Herb

  19. #17
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    The 1307 was made in South Bend, not Korea.
    Ted

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    Not according to the fellow at South Bend that helped me by looking through the files and sending me all that he could find at that time. This was about 15 years ago.

    The design of the machine wasn't even a South Bend product. An identical lathe was made (here) by Sidney, and South Bend bought the design. There was a fellow on this forum a few years back who had one--a Sidney-- and I helped him with some info.

    Herb

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    Quote Originally Posted by Herb in Delco View Post
    Not according to the fellow at South Bend that helped me by looking through the files and sending me all that he could find at that time. This was about 15 years ago.

    The design of the machine wasn't even a South Bend product. An identical lathe was made (here) by Sidney, and South Bend bought the design. There was a fellow on this forum a few years back who had one--a Sidney-- and I helped him with some info.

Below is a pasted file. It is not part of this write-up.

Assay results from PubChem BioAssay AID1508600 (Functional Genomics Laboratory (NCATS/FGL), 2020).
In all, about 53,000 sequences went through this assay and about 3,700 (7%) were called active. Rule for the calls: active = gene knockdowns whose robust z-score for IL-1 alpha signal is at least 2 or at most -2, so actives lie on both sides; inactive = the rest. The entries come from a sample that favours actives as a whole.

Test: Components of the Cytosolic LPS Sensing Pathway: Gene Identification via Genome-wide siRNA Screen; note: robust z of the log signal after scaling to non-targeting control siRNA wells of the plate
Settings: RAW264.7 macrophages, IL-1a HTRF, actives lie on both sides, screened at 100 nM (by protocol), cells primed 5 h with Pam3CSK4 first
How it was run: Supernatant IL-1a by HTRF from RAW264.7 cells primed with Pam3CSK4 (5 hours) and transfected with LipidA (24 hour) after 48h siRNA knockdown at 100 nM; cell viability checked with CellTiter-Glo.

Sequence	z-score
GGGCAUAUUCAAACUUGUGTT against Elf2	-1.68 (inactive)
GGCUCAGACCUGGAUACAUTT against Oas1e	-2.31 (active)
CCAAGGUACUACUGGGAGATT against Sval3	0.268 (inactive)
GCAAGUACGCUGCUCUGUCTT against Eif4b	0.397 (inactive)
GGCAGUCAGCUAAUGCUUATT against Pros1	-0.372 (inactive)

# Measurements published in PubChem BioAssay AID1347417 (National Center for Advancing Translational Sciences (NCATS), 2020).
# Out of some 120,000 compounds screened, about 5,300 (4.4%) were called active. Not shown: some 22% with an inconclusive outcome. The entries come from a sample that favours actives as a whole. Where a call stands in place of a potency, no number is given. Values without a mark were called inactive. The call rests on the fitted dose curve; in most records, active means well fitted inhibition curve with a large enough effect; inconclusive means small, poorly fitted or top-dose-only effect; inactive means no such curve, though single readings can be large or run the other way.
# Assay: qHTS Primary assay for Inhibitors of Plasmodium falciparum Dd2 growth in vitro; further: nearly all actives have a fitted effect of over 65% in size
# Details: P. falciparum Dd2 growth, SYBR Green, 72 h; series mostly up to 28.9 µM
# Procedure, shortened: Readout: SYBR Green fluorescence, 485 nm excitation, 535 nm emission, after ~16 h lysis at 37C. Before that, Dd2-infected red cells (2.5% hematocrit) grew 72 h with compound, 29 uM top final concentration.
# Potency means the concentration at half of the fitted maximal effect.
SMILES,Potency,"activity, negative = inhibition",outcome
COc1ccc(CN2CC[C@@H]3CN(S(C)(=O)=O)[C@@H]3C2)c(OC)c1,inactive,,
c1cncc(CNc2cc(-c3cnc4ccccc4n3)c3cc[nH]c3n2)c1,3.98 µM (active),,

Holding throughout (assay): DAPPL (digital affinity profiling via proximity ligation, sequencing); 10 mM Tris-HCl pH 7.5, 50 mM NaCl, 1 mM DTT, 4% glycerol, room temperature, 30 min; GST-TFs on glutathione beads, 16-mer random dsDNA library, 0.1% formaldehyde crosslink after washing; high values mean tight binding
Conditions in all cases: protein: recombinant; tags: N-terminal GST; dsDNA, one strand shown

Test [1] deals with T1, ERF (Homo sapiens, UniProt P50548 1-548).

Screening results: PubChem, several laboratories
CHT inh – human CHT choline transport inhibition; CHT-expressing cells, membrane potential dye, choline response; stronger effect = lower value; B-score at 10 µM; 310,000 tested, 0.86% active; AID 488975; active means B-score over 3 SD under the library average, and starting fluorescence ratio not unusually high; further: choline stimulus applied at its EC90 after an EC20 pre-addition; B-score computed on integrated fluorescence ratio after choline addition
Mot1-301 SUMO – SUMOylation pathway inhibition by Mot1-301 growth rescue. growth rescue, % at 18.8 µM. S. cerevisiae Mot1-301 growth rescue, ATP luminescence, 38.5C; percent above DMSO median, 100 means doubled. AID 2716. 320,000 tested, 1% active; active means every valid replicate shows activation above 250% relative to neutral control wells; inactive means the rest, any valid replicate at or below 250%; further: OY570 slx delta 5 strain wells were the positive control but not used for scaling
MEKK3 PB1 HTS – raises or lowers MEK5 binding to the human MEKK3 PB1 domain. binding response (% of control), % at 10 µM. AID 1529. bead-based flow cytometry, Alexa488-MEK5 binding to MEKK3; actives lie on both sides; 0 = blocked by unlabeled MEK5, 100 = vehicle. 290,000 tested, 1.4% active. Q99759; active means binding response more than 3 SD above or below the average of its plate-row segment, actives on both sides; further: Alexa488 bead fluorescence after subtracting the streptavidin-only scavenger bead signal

Herb
    Who ever you spoke to was wrong.
    Ted

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    Regarding the spindle bearings, I just finished rebuilding a Logan with spindle ball bearings. I first soaked them in Stoddard solvent, got them as clean as I could, then ultrasonic cleaned them. The bearing seemed clean after the solvent, but unbelievably crapped up after the ultrasonic. Went back and forth doing this until there was no change. Assembled them in the lathe. Quiet as brand new.

    Tom